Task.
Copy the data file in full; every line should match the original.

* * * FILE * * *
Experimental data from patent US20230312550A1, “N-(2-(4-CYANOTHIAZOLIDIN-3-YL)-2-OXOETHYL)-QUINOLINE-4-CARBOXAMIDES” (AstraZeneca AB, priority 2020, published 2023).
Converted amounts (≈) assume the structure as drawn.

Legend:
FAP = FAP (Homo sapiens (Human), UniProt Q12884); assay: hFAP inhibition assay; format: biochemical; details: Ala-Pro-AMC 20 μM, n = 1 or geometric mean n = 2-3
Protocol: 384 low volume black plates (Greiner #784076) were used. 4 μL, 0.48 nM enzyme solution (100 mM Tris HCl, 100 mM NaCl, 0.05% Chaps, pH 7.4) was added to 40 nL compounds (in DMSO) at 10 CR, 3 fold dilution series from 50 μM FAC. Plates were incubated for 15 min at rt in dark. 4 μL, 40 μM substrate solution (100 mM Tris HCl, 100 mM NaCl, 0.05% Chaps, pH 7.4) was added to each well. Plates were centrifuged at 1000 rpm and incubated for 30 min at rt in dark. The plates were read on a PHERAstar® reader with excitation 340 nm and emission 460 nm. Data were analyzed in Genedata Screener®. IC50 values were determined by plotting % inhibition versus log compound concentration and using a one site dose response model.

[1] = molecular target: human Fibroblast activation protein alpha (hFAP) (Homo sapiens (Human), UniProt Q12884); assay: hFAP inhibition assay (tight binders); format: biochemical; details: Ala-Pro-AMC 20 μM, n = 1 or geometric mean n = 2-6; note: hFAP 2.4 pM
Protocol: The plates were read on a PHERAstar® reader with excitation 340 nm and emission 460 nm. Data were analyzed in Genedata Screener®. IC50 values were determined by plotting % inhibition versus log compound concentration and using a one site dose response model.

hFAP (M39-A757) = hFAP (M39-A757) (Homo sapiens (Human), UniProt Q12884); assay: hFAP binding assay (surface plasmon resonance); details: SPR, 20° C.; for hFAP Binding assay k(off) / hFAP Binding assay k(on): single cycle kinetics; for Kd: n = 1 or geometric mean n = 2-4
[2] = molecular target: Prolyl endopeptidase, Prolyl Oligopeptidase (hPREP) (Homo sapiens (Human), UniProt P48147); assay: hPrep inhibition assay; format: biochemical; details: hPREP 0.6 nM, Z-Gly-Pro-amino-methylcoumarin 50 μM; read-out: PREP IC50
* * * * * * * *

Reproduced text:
Experimental data from patent US20230312550A1, “N-(2-(4-CYANOTHIAZOLIDIN-3-YL)-2-OXOETHYL)-QUINOLINE-4-CARBOXAMIDES” (AstraZeneca AB, priority 2020, published 2023).
Converted amounts (≈) assume the structure as drawn.

Legend:
FAP = FAP (Homo sapiens (Human), UniProt Q12884); assay: hFAP inhibition assay; format: biochemical; details: Ala-Pro-AMC 20 μM, n = 1 or geometric mean n = 2-3
Protocol: 384 low volume black plates (Greiner #784076) were used. 4 μL, 0.48 nM enzyme solution (100 mM Tris HCl, 100 mM NaCl, 0.05% Chaps, pH 7.4) was added to 40 nL compounds (in DMSO) at 10 CR, 3 fold dilution series from 50 μM FAC. Plates were incubated for 15 min at rt in dark. 4 μL, 40 μM substrate solution (100 mM Tris HCl, 100 mM NaCl, 0.05% Chaps, pH 7.4) was added to each well. Plates were centrifuged at 1000 rpm and incubated for 30 min at rt in dark. The plates were read on a PHERAstar® reader with excitation 340 nm and emission 460 nm. Data were analyzed in Genedata Screener®. IC50 values were determined by plotting % inhibition versus log compound concentration and using a one site dose response model.

[1] = molecular target: human Fibroblast activation protein alpha (hFAP) (Homo sapiens (Human), UniProt Q12884); assay: hFAP inhibition assay (tight binders); format: biochemical; details: Ala-Pro-AMC 20 μM, n = 1 or geometric mean n = 2-6; note: hFAP 2.4 pM
Protocol: The plates were read on a PHERAstar® reader with excitation 340 nm and emission 460 nm. Data were analyzed in Genedata Screener®. IC50 values were determined by plotting % inhibition versus log compound concentration and using a one site dose response model.

hFAP (M39-A757) = hFAP (M39-A757) (Homo sapiens (Human), UniProt Q12884); assay: hFAP binding assay (surface plasmon resonance); details: SPR, 20° C.; for hFAP Binding assay k(off) / hFAP Binding assay k(on): single cycle kinetics; for Kd: n = 1 or geometric mean n = 2-4
[2] = molecular target: Prolyl endopeptidase, Prolyl Oligopeptidase (hPREP) (Homo sapiens (Human), UniProt P48147); assay: hPrep inhibition assay; format: biochemical; details: hPREP 0.6 nM, Z-Gly-Pro-amino-methylcoumarin 50 μM; read-out: PREP IC50